Despite what historically has been the second strongest economic expansion in US history, the Bay Area housing market has been slowing. In fact, in September the market took its biggest hit across the region in terms of unit sales across all price categories leading to a 20% year over year (YOY) average decline in revenue and dragging the year to date (YTD) average down 4% . Outlying Bay Area regions like Santa Clara, Contra Costa and Alameda were especially hard hit, while Marin was comparatively less so, although sales were still down 11% in September compared to a year ago. See some key metrics below:
September home sales activity by Bay Area county, 2015-2018
Annual home sales changes by Bay Area county and price range.
Annual inventory changes by Bay Area county and price range.
There are a number of reasons to cite for this decline with the most obvious being the Fed’s increased leading rates. This has made securing funding more expensive, especially so for the first time buyer. Consider these key trends:
Prices: Prices were increasing at double digit rates in first half of 2018, which sent two messages to buyers: we are in a bubble again and don’t buy at the top of the market.
Interest Rates: Interest rate hikes are adding to higher cost of owning and first-time buyers have not seen these “high” rates before.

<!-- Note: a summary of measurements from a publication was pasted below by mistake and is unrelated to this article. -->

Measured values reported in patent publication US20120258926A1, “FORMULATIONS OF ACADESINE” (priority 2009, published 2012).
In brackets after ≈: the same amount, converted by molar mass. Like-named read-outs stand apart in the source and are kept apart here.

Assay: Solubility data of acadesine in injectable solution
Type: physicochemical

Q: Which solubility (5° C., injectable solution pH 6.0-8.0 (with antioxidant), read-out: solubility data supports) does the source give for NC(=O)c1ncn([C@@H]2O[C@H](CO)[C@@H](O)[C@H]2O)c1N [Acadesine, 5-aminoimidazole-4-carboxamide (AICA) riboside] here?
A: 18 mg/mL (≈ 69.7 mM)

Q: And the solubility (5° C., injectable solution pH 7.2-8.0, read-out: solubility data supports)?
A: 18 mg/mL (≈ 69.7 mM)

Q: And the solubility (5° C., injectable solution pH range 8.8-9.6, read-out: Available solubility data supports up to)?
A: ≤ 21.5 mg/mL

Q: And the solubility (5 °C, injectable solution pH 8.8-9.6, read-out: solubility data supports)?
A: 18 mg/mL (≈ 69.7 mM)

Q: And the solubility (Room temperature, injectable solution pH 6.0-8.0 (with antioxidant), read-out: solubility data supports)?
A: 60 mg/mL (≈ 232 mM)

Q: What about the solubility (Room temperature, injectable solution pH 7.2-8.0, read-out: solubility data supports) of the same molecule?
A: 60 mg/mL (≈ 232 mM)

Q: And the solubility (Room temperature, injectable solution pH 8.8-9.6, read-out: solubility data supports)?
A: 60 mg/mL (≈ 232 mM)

First Time Buyers: First-time buyers represent almost 50% of buyers. Most buyers already see 20%-25% higher cost of owning compared to same time last year. More interest rate hikes will push more buyers out - affordability crisis is a concern.
Inventory: Inventory is up 14% because sellers wanted to sell on top of the market.
Price Reductions: It is not surprising to see, in conjunction with higher inventories, a corresponding increase in price reductions jumping in September.
Summary: The ‘Old Normal’ in now the ‘New Normal’?
After almost 20 years of historically low interest rates, we are seeing interest rates climbing into what was considered normal in decades past. In many ways the Fed may be doing us all a long-term favor by cooling the market down as housing values were climbing at astronomical year over year rates for the past 5+ years. In conjunction with more stringent lending standards we will lessen the chances of repeating another real estate market meltdown akin to what we saw in 2008. That said, other recession is inevitable and we have to hope that the factors that caused so much harm in 2001 and 2008 are not repeated. Regardless, with rising interest rates and slowing price gains, we are actually beginning to look like a market that were once used to.